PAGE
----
The Wall Street Journal, reports that Nestle is using Gerber baby food products for a food-tracking blockchain test. The experiment will see if the technology can trace the fruits and vegetables that go into its purees and squeezable pouches.
As food recalls start to dominate the news, alerts of tainted baby foods hits a nerve. Nestle is part of a wider food-industry that is using blockchain technology to trace a worldwide ingredient supply chain, the Wall Street Journal reports. The company is also using the test to help generate trust within customers during the time of recalls.
According to the Wall Street Journal, Nestle and Gerber experts have realized that using blockchain technology in a corporate supply chain has its challenges, especially when it comes to moving data from the company's SAP SE enterprise software onto a shared digital ledger. The companies have also experienced hiccups dealing with paper and electronic data on different formats.
Nestle is working with nine other food companies on Food Trust, a blockchain system that will trace food and ingredients worldwide. The platform is expected to have partners and competitors sharing a ledger will help speed up investigations of bad food and make recalls more accurate and less expensive. Companies that use Food Trust will have data about harvests, processing, packaging and shipping stored electronically on the system, allowing it to trace back in seconds compared to days and weeks, the Wall Street Journal reports.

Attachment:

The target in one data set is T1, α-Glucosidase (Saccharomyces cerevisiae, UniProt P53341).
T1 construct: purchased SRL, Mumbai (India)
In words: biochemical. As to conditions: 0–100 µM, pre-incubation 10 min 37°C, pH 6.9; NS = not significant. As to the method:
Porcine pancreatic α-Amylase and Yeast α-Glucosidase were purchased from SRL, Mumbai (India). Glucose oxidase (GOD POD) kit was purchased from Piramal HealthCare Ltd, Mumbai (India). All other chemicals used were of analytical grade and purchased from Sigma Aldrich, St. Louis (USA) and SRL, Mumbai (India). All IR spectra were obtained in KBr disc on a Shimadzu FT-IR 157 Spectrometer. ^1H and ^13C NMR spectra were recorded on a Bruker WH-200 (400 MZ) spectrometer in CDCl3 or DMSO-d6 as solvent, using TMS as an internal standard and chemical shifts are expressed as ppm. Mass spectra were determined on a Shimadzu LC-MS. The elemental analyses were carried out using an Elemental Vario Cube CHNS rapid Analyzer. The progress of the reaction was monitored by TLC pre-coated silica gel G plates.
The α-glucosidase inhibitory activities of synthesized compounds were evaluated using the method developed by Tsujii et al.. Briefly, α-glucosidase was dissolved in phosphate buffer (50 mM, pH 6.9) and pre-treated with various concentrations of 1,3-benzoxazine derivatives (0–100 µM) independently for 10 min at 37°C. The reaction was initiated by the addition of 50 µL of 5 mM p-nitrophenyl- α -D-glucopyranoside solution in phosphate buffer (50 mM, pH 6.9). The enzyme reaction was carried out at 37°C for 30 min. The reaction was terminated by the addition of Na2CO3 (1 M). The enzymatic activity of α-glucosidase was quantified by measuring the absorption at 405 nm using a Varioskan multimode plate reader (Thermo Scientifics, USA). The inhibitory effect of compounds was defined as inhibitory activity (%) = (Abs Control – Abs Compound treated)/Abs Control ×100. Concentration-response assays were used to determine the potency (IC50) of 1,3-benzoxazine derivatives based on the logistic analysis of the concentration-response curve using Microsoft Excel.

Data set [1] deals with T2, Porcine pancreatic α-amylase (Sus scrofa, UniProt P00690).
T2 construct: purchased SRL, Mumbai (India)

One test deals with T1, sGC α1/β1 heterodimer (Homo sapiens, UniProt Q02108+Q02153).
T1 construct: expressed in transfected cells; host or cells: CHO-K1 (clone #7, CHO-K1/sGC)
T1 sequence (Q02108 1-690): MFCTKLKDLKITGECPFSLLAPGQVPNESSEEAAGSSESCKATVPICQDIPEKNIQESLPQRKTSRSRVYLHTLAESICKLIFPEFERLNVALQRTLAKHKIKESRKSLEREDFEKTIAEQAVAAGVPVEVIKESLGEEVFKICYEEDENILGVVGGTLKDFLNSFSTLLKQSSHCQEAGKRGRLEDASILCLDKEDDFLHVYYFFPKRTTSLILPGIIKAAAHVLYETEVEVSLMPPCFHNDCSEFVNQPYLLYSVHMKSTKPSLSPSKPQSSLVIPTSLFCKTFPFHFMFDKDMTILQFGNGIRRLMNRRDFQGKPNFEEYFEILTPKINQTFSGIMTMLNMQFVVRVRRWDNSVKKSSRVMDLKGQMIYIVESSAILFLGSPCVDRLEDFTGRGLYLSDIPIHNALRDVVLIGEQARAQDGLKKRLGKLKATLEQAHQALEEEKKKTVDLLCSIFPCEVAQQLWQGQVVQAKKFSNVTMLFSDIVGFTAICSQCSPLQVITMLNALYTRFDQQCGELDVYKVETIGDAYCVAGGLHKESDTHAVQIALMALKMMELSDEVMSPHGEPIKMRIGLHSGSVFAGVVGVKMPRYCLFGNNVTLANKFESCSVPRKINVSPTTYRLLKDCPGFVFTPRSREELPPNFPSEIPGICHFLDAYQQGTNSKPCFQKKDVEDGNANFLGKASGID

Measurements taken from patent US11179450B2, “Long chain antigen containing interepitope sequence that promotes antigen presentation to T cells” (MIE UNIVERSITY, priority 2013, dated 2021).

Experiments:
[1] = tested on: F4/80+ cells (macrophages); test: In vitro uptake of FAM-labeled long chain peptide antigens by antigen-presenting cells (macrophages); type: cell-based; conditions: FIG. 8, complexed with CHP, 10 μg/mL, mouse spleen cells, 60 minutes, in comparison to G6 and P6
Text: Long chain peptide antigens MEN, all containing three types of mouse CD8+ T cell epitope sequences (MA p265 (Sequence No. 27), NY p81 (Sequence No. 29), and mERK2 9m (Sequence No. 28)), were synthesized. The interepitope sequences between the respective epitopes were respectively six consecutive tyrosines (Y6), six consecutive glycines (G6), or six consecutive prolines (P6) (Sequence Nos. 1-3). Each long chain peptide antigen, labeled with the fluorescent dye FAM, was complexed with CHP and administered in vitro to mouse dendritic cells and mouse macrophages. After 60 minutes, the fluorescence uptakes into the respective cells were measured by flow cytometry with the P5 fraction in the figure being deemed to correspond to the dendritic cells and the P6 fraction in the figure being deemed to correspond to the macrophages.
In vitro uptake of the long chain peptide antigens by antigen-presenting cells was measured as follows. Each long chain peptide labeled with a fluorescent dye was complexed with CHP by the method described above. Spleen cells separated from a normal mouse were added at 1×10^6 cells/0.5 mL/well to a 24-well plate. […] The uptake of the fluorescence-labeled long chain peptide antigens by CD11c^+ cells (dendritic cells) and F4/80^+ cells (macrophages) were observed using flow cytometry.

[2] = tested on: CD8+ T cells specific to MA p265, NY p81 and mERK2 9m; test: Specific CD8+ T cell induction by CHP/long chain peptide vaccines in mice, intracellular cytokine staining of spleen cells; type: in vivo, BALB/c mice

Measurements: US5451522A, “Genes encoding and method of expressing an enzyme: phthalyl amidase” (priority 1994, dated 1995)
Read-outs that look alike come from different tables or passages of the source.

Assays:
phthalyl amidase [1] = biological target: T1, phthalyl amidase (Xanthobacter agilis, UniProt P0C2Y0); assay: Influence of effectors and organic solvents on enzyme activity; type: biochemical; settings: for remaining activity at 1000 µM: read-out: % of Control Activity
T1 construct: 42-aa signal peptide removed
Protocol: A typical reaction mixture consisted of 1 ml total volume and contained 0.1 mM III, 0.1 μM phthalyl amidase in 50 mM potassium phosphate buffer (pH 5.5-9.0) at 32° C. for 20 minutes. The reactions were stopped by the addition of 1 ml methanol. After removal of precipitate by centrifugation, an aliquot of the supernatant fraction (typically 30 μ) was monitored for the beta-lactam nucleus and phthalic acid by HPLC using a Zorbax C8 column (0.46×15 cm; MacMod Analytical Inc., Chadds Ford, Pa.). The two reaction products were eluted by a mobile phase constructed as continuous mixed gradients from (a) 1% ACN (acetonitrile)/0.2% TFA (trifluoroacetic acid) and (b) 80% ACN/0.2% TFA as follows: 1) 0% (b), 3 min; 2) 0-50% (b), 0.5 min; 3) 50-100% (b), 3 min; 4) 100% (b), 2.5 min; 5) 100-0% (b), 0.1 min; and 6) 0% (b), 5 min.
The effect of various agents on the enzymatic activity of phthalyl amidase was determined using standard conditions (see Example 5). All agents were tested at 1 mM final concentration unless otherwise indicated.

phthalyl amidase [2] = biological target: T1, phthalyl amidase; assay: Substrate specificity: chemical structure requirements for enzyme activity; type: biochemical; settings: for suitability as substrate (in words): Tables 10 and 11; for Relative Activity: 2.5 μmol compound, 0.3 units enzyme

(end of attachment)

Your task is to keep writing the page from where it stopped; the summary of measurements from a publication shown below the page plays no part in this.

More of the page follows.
Recently, Nestle tracked the contents of its Libby canned pumpkin on the platform and learned that tracking a single-ingredient food from a limited number of growers is simple. However, baby food involves multiple ingredients. Some even cross-border transactions. The Wall Street Journal reports that the company is working with farmers and processors of apples, sweet potatoes and pumpkin in one test, and a mango provider in Colombia in another.
Food Trust has been experience challenges in building interfaces to connect many shipping, trucking processing and other software systems to its blockchain. Nestle and Gerbe met with its counterparts from Walmart and IBM to discuss the issues earlier this year. The teams determined which of Nestle's SAP SE enterprise operations software provided the most current and reliable data.